SI KAHN is one of the best songwriters in American folk music today, and John McCutcheon is one of the field's best instrumentalists. McCutcheon has played on Kahn's records and has recorded Kahn's songs on his own albums.
For the past year or so, these two old friends have been touring with sign language artist Susan Freundlich in a show called "Signs of the Times." Now a new album of the same title presents 10 songs from those shows along with four studio recordings.
This album doesn't represent Kahn's best songwriting nor McCutcheon's best playing, but it's an amiable collection of topical songs performed with warmth and conviction. Much of the political satire is funny the first time you hear it, but, like even the best jokes, doesn't hold up to repeated listenings.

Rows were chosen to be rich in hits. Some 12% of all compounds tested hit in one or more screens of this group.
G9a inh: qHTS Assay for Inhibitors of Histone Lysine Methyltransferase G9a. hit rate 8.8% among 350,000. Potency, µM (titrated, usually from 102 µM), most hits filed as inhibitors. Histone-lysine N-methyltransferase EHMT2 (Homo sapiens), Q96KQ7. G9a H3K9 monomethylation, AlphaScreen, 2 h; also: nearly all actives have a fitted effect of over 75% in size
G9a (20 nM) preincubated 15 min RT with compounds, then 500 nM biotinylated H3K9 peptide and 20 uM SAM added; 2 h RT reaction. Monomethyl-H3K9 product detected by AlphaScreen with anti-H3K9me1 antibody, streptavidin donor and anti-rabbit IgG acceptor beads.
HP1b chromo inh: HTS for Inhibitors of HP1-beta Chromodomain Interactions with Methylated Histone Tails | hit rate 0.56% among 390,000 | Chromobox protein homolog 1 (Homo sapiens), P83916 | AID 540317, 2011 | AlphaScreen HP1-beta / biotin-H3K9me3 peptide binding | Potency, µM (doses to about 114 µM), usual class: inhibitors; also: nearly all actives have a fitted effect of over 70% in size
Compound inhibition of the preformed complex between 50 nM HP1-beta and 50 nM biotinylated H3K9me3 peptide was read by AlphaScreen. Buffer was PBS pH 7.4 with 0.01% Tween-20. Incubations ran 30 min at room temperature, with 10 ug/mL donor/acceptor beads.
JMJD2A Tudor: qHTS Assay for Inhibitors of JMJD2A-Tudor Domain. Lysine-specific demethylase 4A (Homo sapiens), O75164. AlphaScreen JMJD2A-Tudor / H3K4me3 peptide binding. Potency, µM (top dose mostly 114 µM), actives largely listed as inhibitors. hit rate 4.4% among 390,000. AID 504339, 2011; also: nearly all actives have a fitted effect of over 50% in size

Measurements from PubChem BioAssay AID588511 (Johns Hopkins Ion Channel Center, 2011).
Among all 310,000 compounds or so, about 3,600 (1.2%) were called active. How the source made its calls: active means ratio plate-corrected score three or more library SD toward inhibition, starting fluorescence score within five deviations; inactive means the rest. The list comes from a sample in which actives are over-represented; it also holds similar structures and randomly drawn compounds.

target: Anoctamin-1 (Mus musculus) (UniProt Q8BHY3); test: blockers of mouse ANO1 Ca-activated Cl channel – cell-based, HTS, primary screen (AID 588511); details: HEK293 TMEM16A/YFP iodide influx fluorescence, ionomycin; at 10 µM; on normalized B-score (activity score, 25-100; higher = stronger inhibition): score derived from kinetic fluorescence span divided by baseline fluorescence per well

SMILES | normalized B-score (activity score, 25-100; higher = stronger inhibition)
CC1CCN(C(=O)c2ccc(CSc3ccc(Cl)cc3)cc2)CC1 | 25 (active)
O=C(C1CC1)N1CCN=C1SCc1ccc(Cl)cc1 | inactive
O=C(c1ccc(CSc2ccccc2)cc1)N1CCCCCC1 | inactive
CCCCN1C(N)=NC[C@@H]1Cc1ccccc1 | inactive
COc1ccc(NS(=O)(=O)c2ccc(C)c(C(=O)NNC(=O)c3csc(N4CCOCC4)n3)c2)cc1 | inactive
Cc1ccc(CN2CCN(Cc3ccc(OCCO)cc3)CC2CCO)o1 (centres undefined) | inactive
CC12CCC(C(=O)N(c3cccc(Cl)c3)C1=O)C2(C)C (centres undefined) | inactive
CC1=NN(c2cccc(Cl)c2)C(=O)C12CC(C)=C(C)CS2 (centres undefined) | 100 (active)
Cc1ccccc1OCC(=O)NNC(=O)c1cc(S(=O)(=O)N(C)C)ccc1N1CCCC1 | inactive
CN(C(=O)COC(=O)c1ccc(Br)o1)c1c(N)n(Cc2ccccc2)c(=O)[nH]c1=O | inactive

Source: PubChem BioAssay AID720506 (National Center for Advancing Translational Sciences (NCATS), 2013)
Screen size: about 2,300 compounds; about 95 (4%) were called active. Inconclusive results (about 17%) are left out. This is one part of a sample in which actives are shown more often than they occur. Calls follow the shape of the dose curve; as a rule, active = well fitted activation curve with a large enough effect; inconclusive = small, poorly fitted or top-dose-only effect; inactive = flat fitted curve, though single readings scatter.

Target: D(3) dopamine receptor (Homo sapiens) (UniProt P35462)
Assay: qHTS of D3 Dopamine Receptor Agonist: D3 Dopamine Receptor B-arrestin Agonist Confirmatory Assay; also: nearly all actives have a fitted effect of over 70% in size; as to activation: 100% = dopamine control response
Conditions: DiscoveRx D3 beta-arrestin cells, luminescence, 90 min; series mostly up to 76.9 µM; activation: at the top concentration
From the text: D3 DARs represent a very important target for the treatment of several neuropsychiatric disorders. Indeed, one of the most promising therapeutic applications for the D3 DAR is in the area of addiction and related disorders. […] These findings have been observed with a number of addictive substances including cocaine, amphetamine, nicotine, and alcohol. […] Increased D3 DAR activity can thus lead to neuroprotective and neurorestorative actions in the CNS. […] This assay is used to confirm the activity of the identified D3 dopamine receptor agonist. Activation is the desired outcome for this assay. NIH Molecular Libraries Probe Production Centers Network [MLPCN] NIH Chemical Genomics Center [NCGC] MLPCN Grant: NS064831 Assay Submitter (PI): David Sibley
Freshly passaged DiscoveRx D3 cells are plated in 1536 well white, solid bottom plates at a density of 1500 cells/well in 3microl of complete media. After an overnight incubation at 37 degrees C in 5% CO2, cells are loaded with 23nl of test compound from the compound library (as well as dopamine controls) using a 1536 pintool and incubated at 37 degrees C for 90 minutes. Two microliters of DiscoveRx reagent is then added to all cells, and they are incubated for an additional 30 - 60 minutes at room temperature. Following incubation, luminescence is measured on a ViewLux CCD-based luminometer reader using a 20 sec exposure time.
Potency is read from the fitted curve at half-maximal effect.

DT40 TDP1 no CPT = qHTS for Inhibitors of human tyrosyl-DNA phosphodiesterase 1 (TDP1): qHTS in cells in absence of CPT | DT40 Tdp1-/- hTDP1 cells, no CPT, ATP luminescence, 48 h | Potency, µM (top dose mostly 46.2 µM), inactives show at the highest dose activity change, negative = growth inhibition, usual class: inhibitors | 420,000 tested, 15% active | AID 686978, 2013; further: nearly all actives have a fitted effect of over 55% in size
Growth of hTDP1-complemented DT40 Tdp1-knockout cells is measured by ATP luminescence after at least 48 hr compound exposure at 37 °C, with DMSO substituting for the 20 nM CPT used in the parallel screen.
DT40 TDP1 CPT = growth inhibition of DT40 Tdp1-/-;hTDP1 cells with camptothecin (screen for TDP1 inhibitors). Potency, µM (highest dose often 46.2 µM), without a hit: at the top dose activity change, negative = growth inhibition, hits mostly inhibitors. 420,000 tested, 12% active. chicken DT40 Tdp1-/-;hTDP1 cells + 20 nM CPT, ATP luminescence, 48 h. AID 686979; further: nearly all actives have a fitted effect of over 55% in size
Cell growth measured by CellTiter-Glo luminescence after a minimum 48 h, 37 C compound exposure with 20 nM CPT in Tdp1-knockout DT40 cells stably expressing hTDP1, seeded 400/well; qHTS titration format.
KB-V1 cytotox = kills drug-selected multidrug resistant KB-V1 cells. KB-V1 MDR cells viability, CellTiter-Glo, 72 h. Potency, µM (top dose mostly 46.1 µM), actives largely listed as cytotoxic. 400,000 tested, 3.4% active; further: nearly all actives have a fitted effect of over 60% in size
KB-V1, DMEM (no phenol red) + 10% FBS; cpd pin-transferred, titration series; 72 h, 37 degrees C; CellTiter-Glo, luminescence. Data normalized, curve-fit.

This is equally true of Kahn's fantasy of Jesse Helms gettingregnant and of McCutcheon's contention that "just one thin swimsuit stands between the porno star and the beauty queen."
A few overly sentimental songs about old friends and small children are redeemed by the sincere vocals and by McCutcheon's spry solos. The two songs likely to outlive the album's topicality and sentimentality are Kahn's poetic title anthem and McCutcheon's old- fashioned country love song, "If I Were a Featherbed." -- Geoffrey Himes.
SI KAHN & JOHN McCUTCHEON -- "Signs of the Times" (Rounder, 4017); appearing Sunday with Susan Freundlich at the Hoover Auditorium in the Department of Commerce.